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The Return of First Person Homeless

homeless (B)In English class we learned such grammatical expressions as “first person singular” (I) and “first person plural” (we). This is the latest in a collection of posts called “First Person Homeless,” which covers autobiographical accounts by people who have experienced homelessness.

When veteran Glenn Higham of Longmont, Colorado, wrote a letter to the editor, he took the opportunity to thank convenience store workers for giving him hot water in the mornings, and employees of the public library for allowing him to use the computers to find job information and send and receive email. He reminded readers how difficult it is to carry everything you own along with you at all times, and admonished an anonymous housed person for making assumptions about how he lost his two front teeth. He also wrote:

I am a man trying to survive and find a job. I’ve been told many reasons why I do not qualify for housing and financial assistance: too young or old, not physical/mentally disabled, single, no kids, not an immigrant, and wasn’t in a wartime period.

Unfortunately, this situation is shared by many military veterans, even when the systems put in place to help them are in top-notch working order and not corrupted by uncaring and neglect.

Charley James wrote for the Daily Kos that in a year’s time, he had replied to over 300 employment ads and had sent out 200 resumes. The result? Five responses – a total of five phone calls – none of them leading to a job interview. He described the inability to afford prescription medication, the shame of dumpster-diving,  and the disgrace of cheating the transit system of bus fare. He wrote,

During the eight months I have been homeless, I lined up for food only to learn that the charity had run out by the time I got inside. I stood patiently for hours when winter jackets and boots were being distributed to be told nothing in my size remained. I had my underwear stolen, my dignity assailed, my spirit beaten down. I experienced the agony of learning that people I thought were friends would turn their backs on me when I wasn’t any use to them anymore.

Less than two months ago, after the city of Chicago had spent nearly $50,000 building concrete barriers  beneath a highway underpass to expunge people who had been sleeping there, local journalists discovered that the construction had created a truly dangerous situation and would need to be redone at additional cost. A woman who had called this place home published a letter to the neighborhood residents, reminding them of the difficulty of finding work when you have no way to keep your clothes or yourself clean, can’t afford transportation, and never get a proper night’s sleep. Teri Sanchez wrote:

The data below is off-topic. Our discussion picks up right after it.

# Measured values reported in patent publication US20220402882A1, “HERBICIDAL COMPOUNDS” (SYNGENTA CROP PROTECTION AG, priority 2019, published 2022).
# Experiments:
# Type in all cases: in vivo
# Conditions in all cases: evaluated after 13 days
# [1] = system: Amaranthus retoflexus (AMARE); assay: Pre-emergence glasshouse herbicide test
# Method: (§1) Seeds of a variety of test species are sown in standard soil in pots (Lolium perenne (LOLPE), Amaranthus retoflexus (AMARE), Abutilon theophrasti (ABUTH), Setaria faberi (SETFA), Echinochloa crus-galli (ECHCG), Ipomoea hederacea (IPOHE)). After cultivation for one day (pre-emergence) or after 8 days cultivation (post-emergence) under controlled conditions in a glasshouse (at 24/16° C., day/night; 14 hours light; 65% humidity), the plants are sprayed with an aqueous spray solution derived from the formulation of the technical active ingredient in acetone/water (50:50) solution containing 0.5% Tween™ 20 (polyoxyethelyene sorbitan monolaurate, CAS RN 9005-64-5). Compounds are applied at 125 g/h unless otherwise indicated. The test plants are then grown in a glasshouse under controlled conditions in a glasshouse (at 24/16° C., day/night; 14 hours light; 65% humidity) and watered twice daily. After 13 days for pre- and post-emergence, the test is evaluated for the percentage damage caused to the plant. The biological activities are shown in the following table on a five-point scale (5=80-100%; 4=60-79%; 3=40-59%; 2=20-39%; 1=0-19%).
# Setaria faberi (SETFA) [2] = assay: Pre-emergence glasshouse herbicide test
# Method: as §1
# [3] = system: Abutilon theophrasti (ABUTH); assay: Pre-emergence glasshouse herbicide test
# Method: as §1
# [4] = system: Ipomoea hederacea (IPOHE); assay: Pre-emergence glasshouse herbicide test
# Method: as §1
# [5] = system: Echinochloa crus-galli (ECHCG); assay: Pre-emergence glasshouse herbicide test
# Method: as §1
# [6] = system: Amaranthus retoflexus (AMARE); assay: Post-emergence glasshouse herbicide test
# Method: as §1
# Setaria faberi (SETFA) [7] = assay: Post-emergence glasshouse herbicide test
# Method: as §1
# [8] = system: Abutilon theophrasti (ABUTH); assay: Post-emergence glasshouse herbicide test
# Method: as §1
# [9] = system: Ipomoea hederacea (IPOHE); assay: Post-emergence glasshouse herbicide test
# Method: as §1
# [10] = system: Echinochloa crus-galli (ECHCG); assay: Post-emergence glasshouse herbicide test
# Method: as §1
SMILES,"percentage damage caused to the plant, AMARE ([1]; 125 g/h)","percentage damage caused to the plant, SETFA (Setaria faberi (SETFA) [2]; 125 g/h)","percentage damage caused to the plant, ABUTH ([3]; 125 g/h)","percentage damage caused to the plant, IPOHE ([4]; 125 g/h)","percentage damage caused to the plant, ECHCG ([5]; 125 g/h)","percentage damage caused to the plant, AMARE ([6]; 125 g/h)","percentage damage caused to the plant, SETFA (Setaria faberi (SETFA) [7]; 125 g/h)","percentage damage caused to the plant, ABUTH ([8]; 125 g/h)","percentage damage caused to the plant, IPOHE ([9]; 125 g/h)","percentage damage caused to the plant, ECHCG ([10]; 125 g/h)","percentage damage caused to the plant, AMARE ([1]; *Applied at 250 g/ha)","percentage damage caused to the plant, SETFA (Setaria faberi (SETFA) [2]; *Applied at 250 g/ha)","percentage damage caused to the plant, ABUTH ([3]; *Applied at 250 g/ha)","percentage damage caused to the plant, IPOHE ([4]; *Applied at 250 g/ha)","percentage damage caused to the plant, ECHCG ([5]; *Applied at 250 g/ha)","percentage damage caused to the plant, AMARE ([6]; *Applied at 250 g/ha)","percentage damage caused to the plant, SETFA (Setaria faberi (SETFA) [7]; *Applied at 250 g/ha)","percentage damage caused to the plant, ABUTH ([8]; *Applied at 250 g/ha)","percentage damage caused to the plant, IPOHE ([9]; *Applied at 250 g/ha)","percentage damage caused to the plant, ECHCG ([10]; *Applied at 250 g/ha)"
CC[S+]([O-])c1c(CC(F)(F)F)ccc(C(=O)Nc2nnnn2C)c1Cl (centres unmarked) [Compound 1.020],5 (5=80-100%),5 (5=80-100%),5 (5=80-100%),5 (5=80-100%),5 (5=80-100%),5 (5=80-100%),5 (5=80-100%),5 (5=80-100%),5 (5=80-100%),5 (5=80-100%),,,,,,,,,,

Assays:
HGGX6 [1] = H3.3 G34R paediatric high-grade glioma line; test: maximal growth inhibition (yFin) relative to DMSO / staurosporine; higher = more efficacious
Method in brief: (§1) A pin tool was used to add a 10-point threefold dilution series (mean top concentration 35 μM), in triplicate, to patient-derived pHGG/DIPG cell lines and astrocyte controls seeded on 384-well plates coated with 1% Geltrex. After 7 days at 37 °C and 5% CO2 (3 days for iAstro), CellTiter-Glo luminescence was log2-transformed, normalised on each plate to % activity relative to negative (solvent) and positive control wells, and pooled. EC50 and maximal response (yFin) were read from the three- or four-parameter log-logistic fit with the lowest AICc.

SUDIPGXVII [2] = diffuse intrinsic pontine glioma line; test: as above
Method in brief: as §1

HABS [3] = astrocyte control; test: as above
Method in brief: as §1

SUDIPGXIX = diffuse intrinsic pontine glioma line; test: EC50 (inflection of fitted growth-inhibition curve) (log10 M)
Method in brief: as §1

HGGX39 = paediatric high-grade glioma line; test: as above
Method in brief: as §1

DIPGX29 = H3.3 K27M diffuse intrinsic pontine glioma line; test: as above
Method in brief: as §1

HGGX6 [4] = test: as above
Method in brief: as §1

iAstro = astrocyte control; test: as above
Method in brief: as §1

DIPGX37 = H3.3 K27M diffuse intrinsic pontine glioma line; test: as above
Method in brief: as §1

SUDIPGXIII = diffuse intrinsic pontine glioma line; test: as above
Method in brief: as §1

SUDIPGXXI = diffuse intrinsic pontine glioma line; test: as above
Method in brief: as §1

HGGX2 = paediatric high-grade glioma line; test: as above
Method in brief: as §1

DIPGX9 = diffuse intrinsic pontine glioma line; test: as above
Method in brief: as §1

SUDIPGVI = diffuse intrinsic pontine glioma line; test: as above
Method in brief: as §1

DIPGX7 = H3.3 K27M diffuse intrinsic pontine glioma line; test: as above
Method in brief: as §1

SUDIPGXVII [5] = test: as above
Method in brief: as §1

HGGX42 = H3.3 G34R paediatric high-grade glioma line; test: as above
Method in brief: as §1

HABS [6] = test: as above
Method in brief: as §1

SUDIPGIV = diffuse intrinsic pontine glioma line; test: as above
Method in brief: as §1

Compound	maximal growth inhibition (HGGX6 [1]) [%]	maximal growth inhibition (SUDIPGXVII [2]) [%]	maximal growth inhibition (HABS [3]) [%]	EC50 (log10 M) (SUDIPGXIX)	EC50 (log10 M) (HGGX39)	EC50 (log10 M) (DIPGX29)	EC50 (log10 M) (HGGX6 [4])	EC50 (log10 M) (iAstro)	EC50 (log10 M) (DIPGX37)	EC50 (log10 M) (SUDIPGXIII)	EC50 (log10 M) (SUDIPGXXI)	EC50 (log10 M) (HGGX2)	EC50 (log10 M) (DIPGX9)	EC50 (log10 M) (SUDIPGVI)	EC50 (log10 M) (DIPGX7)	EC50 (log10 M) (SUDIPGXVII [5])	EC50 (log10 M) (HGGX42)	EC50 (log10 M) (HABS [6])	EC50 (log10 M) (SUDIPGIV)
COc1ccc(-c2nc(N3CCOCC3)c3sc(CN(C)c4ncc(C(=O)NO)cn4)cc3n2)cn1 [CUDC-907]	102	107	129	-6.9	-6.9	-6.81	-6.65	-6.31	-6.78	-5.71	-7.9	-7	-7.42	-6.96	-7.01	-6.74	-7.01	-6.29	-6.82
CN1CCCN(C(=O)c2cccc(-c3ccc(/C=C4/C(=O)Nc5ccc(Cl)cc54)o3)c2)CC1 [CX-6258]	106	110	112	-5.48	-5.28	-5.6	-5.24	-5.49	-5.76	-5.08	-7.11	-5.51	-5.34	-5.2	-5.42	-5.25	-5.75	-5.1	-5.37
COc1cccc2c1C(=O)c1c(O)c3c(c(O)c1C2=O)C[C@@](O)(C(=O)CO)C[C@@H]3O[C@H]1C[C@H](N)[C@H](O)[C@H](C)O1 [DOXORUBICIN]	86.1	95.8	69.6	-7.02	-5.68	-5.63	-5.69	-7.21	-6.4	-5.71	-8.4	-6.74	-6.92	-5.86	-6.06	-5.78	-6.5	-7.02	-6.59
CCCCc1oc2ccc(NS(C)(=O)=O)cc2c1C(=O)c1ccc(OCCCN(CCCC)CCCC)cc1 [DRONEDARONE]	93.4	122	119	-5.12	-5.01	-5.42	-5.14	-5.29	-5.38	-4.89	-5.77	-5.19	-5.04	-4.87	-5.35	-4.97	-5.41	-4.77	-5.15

Notice that when you do pass through that we try very hard to keep it as clean as we can; we usually don’t speak unless spoken to, and we never ask for anything… If anyone would just reach out and ask they would know that we are harmless and we are just as afraid as you are – remember we are there all night. We are alone, we are treated as if we are not human… I would like to tell anyone who is interested that we do not want to be there any more than you want us there.

For the Huffington Post, a woman named Vennie Hill reflected on the actions that seemingly led to her being homeless. The interesting part is, an awful lot of housed people have quit school too early, taken a drink, tried a drug they should have stayed away from, lost their virginity too young. Yet somehow, life and the Universe forgave them, and they were not cast out into the streets to struggle for survival, year after year.

Hill had too much humility to say this, but none of the things she mentioned were any worse than the things done by millions of people who, nevertheless, are lucky enough to live beneath roofs. She wrote:

I’ve made a lot of wrong choices in my life, but realizing that has helped me make better ones. So, if you happen to see me walking and talking to myself, remember that I’m not crazy; I’m just talking to God.

Reactions?

Source: “The homeless are many, diverse,” TimesCall.com, 02/08/12
Source: “Suddenly Homeless 37: Daring To Hope,” DailyKos.com, 11/15/12
Source: “Kedzie Underpass Homeless Woman Pens Online Letter to Avondale,” DNAinfo.com, 12/01/14
Source: “Why Am I Homeless?,” HuffingtonPost.com, 11/23/11
Image by gaspart64 (Gaspar Torres)

  1. Jean Fashempour says:

    Hello, I am Glenn’s product sister Jean. I was searching for the Letter to the Editor he wrote and came upon this quote. I was so happy to see this. My brother lost his home on the river bank in Longmont during the floods two years ago. He passed away on September 13, 2013 (his birthday) choking in the park on chicken. He had recently had his teeth pulled because someone had offered him help in getting dentures. He was so excited about this with the hope it would make him more presentable for job hunting.

    Thank you so much for using his story.

    Jean Fashempour